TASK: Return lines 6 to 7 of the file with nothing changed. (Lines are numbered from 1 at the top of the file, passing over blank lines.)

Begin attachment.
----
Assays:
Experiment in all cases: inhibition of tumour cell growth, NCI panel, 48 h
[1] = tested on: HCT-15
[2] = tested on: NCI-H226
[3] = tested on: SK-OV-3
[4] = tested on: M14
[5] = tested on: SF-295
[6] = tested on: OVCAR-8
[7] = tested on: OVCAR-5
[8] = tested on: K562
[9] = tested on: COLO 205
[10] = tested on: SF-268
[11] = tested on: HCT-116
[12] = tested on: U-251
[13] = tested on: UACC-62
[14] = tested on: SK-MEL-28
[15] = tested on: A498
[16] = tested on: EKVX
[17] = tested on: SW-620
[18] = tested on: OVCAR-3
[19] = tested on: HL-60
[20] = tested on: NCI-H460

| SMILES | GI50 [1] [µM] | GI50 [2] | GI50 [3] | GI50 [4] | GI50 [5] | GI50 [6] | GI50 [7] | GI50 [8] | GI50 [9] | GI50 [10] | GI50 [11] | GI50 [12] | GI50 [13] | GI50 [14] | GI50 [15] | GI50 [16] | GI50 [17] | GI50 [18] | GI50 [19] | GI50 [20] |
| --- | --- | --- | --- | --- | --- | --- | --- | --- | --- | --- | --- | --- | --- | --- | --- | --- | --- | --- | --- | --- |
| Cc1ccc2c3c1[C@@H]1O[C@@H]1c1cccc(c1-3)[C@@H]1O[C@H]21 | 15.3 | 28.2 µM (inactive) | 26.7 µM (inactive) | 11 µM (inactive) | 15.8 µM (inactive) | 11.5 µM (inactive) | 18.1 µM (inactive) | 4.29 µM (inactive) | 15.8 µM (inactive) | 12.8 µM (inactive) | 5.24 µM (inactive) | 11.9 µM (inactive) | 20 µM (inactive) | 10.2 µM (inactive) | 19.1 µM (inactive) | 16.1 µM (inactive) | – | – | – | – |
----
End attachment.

[4] = tested on: M14
[5] = tested on: SF-295